Green predicted that, if Democrats have control of the House, the Senate and the presidency after 2020, Pelosi might be willing to push more liberal goals, as she did in 2009 in embracing Obamacare and a cap-and-trade environmental bill.
And speaking of Pelosi …
Pelosi is a powerful speaker
The Freedom Caucus — perhaps because they are more closely aligned with GOP voters than the Congressional Progressive Caucus is with Democratic voters, and because Fox News and Trump are able to galvanize the party’s activists — was often able to run roughshod over the speaker, overpowering John Boehner or forcing Paul Ryan to bend to its will.
Pelosi, in contrast, seems fairly willing to ignore her party’s left wing — and as the speaker, she ultimately has the power to determine what bills come up for votes in the House. But Green argued that Pelosi’s power does not come just from her role as speaker.
“I don’t think Pelosi’s formal power alone explains why she is more immune to her party’s extreme wing than Boehner or Ryan, who also had substantial formal power. Her informal power is probably more important. She commands the support of committee chairs, whom she had substantial say in appointing,” said Green.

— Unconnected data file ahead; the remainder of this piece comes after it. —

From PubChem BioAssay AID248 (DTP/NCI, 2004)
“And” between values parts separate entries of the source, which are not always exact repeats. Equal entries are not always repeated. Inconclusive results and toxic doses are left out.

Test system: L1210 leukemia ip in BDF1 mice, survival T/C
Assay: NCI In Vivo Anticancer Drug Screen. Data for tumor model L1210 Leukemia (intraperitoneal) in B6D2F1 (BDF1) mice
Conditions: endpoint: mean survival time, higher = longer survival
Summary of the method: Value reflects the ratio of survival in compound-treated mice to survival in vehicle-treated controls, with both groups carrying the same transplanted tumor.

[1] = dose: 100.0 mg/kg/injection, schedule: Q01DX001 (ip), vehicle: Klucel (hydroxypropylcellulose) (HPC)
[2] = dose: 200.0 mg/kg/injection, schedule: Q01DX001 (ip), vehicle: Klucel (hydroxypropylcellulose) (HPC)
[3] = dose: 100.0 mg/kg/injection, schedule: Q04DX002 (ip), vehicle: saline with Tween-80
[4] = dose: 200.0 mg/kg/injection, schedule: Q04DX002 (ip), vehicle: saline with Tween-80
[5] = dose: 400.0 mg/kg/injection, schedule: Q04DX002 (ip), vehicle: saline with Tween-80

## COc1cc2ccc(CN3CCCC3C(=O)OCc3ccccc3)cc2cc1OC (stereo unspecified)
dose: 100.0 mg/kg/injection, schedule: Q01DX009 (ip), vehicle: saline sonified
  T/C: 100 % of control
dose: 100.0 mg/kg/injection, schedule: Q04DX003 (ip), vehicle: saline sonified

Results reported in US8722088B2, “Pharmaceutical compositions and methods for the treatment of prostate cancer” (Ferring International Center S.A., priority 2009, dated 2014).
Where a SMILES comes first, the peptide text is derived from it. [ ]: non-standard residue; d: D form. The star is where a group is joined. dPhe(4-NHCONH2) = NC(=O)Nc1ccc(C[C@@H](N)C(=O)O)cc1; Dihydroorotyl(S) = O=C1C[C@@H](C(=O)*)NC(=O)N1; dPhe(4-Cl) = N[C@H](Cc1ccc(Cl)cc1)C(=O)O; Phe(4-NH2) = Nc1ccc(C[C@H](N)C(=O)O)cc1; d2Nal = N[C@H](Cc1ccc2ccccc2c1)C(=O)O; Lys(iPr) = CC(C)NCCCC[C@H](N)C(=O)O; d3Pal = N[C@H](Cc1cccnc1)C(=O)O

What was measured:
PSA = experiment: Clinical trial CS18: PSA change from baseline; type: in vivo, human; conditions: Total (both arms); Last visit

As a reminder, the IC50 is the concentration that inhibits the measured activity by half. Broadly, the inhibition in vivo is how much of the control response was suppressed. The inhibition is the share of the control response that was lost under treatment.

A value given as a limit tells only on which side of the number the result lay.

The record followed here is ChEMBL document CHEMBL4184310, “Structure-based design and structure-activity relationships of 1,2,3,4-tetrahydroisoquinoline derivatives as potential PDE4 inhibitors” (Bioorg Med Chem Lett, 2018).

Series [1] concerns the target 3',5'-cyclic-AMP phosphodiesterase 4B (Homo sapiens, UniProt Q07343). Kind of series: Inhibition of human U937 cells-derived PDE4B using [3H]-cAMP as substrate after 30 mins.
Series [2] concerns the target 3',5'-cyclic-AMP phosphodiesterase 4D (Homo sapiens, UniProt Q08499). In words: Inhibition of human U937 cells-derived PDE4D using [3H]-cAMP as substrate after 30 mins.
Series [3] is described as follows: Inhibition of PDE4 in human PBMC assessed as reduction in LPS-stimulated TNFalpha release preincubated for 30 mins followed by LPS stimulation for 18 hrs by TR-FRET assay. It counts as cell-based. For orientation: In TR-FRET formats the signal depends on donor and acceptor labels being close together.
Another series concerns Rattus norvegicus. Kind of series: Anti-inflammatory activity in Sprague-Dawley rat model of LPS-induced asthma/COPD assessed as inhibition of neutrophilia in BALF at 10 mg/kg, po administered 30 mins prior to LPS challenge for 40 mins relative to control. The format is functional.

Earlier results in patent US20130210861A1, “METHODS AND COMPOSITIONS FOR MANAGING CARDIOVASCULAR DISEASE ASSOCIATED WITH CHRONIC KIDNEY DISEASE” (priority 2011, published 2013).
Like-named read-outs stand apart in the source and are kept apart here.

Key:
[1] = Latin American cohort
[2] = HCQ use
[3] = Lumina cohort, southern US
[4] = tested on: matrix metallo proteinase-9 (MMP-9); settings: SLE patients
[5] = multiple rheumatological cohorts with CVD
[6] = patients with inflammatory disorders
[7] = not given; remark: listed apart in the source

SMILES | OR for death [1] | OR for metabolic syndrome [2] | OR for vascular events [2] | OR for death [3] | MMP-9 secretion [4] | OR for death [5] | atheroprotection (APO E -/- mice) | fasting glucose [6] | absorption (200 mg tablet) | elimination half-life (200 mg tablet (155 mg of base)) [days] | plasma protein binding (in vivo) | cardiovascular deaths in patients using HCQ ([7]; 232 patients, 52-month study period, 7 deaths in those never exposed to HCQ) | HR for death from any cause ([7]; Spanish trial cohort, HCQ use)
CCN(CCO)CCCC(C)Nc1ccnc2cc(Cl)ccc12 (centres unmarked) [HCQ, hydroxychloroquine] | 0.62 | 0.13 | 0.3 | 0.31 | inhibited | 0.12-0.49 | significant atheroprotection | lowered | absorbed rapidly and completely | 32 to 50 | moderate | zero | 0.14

The Super Progressive bloc may be too big
You would think having more members would make a congressional bloc more powerful, but its broad membership might be having the opposite effect. “The Congressional Progressive Caucus is far larger than the Freedom Caucus, making it harder for them to reach agreement on strategy,” Green said. (The Freedom Caucus does not publicize its membership, but estimates in 2017-18 put its number at around 30.)